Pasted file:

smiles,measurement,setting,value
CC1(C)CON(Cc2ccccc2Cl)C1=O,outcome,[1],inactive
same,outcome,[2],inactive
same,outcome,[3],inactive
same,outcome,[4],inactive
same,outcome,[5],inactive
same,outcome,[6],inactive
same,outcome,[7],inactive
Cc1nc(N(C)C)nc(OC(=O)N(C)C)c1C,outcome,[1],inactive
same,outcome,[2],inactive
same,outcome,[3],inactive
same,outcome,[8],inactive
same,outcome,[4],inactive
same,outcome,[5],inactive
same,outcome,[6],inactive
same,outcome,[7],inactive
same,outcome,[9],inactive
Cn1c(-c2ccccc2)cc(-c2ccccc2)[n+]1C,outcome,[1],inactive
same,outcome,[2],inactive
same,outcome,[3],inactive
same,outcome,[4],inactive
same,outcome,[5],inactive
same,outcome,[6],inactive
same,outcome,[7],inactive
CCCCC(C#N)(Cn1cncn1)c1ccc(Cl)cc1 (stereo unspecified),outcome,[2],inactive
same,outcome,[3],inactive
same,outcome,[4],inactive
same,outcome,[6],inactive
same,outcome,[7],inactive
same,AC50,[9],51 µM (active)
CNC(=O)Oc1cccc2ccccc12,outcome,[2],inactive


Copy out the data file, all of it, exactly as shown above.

smiles,measurement,setting,value
CC1(C)CON(Cc2ccccc2Cl)C1=O,outcome,[1],inactive
same,outcome,[2],inactive
same,outcome,[3],inactive
same,outcome,[4],inactive
same,outcome,[5],inactive
same,outcome,[6],inactive
same,outcome,[7],inactive
Cc1nc(N(C)C)nc(OC(=O)N(C)C)c1C,outcome,[1],inactive
same,outcome,[2],inactive
same,outcome,[3],inactive
same,outcome,[8],inactive
same,outcome,[4],inactive
same,outcome,[5],inactive
same,outcome,[6],inactive
same,outcome,[7],inactive
same,outcome,[9],inactive
Cn1c(-c2ccccc2)cc(-c2ccccc2)[n+]1C,outcome,[1],inactive
same,outcome,[2],inactive
same,outcome,[3],inactive
same,outcome,[4],inactive
same,outcome,[5],inactive
same,outcome,[6],inactive
same,outcome,[7],inactive
CCCCC(C#N)(Cn1cncn1)c1ccc(Cl)cc1 (stereo unspecified),outcome,[2],inactive
same,outcome,[3],inactive
same,outcome,[4],inactive
same,outcome,[6],inactive
same,outcome,[7],inactive
same,AC50,[9],51 µM (active)
CNC(=O)Oc1cccc2ccccc12,outcome,[2],inactive